The World Today for June 03, 2022


Closing the Circle


If Finland joins NATO, the Western Alliance will have opened a potential 800-mile-long front in a war against Russia. What’s more, as the Washington Post illustrated, this new front would come very close to Russia’s nuclear submarine and Arctic navy bases on the Kola Peninsula.

If Sweden joins NATO, a country with a formidable military and arms industry will join the Western Alliance and will control the strategic island of Gotland in the Baltic Sea, a fortifiable redoubt that could stop Russian ships from entering the Atlantic Ocean from Eastern Europe, Sky News added.

Some observers, like those at the nonpartisan, independent United States Institute for Peace, view NATO expansion as proof that Russian President Vladimir Putin’s plan to fracture the Western Alliance has backfired.

But observers like CNN’s Stephen Collinson wondered aloud if leaders and citizens of Finland, Sweden and NATO members had really thought through the implications of dramatically altering the battlefield of a potential war between the West and Russia. If Putin invaded Ukraine because NATO was encroaching on Russia’s sphere of influence in Eastern Europe, how might Putin react to a massive NATO presence in the north?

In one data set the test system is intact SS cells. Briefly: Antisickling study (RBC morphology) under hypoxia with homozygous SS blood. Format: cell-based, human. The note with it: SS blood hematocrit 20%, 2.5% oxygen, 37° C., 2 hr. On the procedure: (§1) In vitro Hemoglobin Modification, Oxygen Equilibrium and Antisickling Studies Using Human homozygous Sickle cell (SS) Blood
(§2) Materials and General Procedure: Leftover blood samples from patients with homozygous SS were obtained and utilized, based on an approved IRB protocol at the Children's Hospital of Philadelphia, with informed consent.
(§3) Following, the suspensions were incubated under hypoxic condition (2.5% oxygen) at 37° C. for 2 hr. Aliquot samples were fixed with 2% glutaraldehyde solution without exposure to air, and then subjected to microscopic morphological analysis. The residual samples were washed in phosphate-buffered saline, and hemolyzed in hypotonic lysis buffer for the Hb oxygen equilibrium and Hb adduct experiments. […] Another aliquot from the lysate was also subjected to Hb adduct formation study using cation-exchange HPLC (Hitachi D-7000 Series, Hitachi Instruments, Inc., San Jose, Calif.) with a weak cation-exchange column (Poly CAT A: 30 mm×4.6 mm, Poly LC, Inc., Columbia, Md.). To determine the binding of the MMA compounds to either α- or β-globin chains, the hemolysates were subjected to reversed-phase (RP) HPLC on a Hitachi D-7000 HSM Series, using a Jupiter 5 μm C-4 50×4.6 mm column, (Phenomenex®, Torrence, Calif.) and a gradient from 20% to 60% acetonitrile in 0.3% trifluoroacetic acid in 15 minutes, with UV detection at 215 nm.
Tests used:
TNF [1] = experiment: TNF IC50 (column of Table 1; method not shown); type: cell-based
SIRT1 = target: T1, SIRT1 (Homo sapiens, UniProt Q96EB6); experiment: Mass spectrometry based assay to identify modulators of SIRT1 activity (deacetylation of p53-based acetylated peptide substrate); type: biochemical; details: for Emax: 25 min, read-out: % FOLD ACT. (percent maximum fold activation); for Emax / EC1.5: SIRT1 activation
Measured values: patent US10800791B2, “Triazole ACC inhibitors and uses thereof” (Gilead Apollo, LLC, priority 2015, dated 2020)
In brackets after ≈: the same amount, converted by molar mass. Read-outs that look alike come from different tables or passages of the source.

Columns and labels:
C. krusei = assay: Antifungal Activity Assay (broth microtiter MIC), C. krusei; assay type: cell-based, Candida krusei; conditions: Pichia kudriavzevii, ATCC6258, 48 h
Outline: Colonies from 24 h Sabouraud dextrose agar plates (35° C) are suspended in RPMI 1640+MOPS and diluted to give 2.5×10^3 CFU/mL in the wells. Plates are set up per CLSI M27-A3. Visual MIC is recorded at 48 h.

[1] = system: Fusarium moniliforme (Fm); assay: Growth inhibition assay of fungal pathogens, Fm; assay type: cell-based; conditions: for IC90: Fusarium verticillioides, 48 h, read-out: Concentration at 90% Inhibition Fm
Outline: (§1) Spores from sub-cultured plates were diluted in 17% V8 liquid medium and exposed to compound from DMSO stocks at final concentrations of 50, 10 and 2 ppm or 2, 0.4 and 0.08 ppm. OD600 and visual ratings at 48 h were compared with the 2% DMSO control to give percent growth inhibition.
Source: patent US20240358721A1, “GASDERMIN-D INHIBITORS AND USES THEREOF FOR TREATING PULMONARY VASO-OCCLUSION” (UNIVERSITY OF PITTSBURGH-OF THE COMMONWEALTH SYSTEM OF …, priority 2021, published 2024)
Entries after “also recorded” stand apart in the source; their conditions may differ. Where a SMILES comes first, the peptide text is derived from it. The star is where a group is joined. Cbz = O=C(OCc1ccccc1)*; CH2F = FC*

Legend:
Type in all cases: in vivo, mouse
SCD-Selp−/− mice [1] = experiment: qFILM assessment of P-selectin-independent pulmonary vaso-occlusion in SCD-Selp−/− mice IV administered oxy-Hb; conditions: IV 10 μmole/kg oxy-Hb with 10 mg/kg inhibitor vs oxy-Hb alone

Russia will likely need to move more troops to the Baltic region, according to US General Christopher Cavoli’s recent comments to the US Senate Armed Services Committee. Cavoli has been nominated to become the next commander of US and NATO forces in Europe, Stars & Stripes reported.

Robin Wright similarly wrote in the New Yorker about how some observers are concerned about the long-term implications of enlargement. The move is likely to further expand the divide between East and West, she suggested.

In conflict are two versions of history and reality that date back to the various treaties and agreements struck between American, European and Russian leaders at the end of the Cold War, National Public Radio noted. Johns Hopkins University Historian Mary Elise Sarotte told the outlet that Putin’s version of history cherry-picks facts in order to paint a picture of NATO that is inaccurate but supports his narrative on the war.

NATO enlargement is also a bureaucratic process that requires the unanimous support of all members, from the US to Luxembourg. Already, the Associated Press reported, Turkey is throwing up roadblocks, saying that Swedish and Finnish officials have supported the Kurdistan Workers’ Party (PKK), a separatist group that Turkey views as a terrorist group, and have restricted arms exports to Turkey.

Still, many in Europe and also in Finland and Sweden say it’s a natural inclusion. These voices will prevail as long as Russia remains a credible threat.

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